The Rumpl Original Puffy Blanket ($99, rumpl.com) and Rumpl NanoLoft Puffy Blanket ($149) feel like the outside of a sleeping bag or down jacket, so they effectively repel liquid, sand and dirt. They are made from recycled water bottles — a minimum of 50 per blanket! The NanoLoft is a synthetic down blanket. If you only camp a few times and year and want to save money by not buying a sleeping bag, there are options too. As said before, blankets are always an option, but if you do prefer a sleeping bag, then something inexpensive from Walmart or Amazon will do quite fine for the summertime. Keep in mind with cheap sleeping bags, the ratings probably. One setup I have used in the past was a sleeping pad with wool blanket. Then I went to sleeping pad stuffed in a bivy with a wool blanket. I enjoy the freedom of the blanket but like you said a true wool blanket is bulky and heavy. I have a old military wool blanket and it does not pack well. Use the pad, bivy and wool blanket when I did the CBDR.
I was worried because I have a lot of sleep issues and I absolutely always have to sleep on my stomach. There are a couple of latches/straps on the bottom instead of a zipper, and one small zipper to use as a bag for your feet. If you're a stomach sleep quilt that can be a sleeping bag or a blanket is a good choice. Especially heavier wool, like a Hudson's Bay blanket. And I'm not one of those retro snob guys. Wool is still a fantastic fabric, durable, warm, and just all around nice. And it's awful nice to just wrap around yourself when reading a book and not in the sleeping bag, or as your only cover on more temperate days. And even useful at home on the bed. While Camping this past Memorial Weekend at Stoney Brook Campground in Dansville, NY I really wished I had a Wool blanket instead of a sleeping bag with me. I learned the benefits of a wool blanket vs sleeping bag that dreadful, cold night. Let me tell you why! I decided to leave our warm fire and hit the hay.
If you are camping in a frigid region, then you might need a blanket with your sleeping bag, provided that your sleeping bag is not rated for freezing temperatures. You might not need a blanket if you have the right kind of sleeping bag with you that can protect you from cold and keep you warm in freezing temperatures. When winter camping I use the blanket instead of or in addition to my sleeping pad. Coldest I have been out in is -21F, in a tent. From the ground up – Thermarest, Wool Blanket, winter mummy bag, summer mummy bag inside, with a fleece liner inside that. I was comfy and did not even melt the snow under my tent. Weight is the very reason I am/was considering fleece instead of sleeping bag. A fleece blanket weighs only 400g, whereas my good Macpac sleeping bag is 1.5kg. Even the cheaper sleeping bags we have for the kids are 1.1kg With a pack that weighs 1.4kg, I am at almost half my desired weight-to-carry (6kg) with only two items! Hence the fleece trial.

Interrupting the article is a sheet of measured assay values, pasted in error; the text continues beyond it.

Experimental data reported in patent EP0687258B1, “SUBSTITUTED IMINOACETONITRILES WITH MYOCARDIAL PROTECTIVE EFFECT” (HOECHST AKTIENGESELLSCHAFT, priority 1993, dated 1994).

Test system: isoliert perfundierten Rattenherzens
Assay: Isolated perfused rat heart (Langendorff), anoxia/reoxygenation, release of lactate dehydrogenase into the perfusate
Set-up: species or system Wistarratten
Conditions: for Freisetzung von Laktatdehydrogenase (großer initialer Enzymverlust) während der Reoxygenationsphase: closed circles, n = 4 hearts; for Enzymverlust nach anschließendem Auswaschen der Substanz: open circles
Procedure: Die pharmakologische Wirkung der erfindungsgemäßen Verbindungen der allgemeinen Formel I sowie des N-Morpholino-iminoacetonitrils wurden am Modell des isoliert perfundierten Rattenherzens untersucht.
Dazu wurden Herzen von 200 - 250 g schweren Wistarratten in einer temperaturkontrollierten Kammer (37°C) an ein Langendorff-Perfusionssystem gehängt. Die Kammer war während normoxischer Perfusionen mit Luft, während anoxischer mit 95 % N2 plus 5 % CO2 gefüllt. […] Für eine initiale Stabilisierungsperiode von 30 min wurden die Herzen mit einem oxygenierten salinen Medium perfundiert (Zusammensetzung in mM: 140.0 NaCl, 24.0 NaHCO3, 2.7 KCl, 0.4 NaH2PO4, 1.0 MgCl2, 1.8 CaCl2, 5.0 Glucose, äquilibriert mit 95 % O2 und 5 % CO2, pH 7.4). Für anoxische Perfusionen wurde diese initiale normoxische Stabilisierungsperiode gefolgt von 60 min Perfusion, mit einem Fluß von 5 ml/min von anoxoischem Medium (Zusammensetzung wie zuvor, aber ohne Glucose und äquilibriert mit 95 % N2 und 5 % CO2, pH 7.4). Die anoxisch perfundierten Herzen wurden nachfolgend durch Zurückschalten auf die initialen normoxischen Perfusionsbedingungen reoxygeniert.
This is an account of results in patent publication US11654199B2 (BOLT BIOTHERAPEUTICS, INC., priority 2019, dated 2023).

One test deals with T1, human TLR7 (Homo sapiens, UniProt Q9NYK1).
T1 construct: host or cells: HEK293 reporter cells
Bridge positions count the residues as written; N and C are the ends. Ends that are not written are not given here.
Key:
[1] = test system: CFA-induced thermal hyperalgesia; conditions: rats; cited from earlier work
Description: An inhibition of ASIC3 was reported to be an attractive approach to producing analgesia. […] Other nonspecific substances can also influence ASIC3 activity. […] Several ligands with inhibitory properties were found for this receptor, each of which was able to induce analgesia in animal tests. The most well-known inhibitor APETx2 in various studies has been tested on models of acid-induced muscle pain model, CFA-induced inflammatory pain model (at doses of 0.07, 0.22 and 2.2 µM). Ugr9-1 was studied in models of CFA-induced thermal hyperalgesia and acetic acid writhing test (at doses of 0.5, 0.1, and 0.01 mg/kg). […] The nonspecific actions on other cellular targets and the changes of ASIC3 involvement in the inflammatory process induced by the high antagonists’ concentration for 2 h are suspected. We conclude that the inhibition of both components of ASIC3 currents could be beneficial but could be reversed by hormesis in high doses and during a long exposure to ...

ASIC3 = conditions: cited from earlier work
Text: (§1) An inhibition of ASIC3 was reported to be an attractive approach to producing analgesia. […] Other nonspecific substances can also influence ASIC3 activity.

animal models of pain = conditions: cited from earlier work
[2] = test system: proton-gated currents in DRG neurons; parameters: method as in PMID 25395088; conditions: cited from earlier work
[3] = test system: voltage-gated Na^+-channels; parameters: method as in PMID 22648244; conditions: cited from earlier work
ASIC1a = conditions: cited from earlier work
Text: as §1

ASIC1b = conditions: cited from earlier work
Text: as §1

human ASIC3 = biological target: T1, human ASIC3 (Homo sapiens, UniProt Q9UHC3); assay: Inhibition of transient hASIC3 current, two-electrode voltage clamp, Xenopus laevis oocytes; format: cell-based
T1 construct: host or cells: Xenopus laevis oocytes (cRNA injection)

Before sleeping bags became popular, backpackers and campers used to sleep outdoors with wool blankets. Some still do. But for warm weather camping, there’s definitely something to be said for using a blanket filled with synthetic insulation rather than a more constrictive sleeping bag or liner. Hidden in the side of the blanket’s hems are tiny pockets that conceal button snaps and loops that allow you to connect one side to the other. That feature, paired with cinching top and bottom hems, allow the Firebelly to close up almost entirely and become a virtual stand-in for a sleeping bag. 5. Use a Sleeping Bag Liner. If you are cold while camping, then you probably need a sleeping bag which is better rated for the cold. A new sleeping bag can be expensive though. If you don’t feel like buying a new sleeping bag, consider a sleeping bag liner instead. A good sleeping bag liner can add 10+ degrees of rating to your bag.
Swaddled for the first month and then used grobags. Agree with tarlia and juneau that it's easier to kick in the bag than under blankets. On the 'official' grobag store, you can get 25% off travel ones (2.5 tog) – you can use them as normal ones – and also get cashback from quidco (can you tell what I've been buying today!).